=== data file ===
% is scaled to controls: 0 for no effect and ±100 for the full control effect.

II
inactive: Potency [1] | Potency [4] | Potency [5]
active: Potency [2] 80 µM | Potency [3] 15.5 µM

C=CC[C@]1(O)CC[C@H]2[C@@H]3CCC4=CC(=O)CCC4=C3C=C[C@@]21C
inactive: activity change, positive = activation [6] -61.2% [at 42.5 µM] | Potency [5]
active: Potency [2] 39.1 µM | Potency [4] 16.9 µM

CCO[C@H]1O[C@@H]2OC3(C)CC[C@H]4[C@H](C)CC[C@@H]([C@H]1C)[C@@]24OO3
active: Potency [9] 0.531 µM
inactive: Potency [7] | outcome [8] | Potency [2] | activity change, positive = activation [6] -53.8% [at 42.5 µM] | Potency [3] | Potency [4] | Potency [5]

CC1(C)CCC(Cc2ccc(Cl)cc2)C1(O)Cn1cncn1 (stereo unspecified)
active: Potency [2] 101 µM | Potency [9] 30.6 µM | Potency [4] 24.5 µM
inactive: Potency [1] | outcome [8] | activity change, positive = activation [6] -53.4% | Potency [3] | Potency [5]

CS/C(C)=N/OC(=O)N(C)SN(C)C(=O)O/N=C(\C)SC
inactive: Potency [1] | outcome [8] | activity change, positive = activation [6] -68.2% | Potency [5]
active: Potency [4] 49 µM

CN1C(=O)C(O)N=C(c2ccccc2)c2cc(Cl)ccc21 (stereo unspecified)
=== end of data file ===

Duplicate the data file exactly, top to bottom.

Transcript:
% is scaled to controls: 0 for no effect and ±100 for the full control effect.

II
inactive: Potency [1] | Potency [4] | Potency [5]
active: Potency [2] 80 µM | Potency [3] 15.5 µM

C=CC[C@]1(O)CC[C@H]2[C@@H]3CCC4=CC(=O)CCC4=C3C=C[C@@]21C
inactive: activity change, positive = activation [6] -61.2% [at 42.5 µM] | Potency [5]
active: Potency [2] 39.1 µM | Potency [4] 16.9 µM

CCO[C@H]1O[C@@H]2OC3(C)CC[C@H]4[C@H](C)CC[C@@H]([C@H]1C)[C@@]24OO3
active: Potency [9] 0.531 µM
inactive: Potency [7] | outcome [8] | Potency [2] | activity change, positive = activation [6] -53.8% [at 42.5 µM] | Potency [3] | Potency [4] | Potency [5]

CC1(C)CCC(Cc2ccc(Cl)cc2)C1(O)Cn1cncn1 (stereo unspecified)
active: Potency [2] 101 µM | Potency [9] 30.6 µM | Potency [4] 24.5 µM
inactive: Potency [1] | outcome [8] | activity change, positive = activation [6] -53.4% | Potency [3] | Potency [5]

CS/C(C)=N/OC(=O)N(C)SN(C)C(=O)O/N=C(\C)SC
inactive: Potency [1] | outcome [8] | activity change, positive = activation [6] -68.2% | Potency [5]
active: Potency [4] 49 µM

CN1C(=O)C(O)N=C(c2ccccc2)c2cc(Cl)ccc21 (stereo unspecified)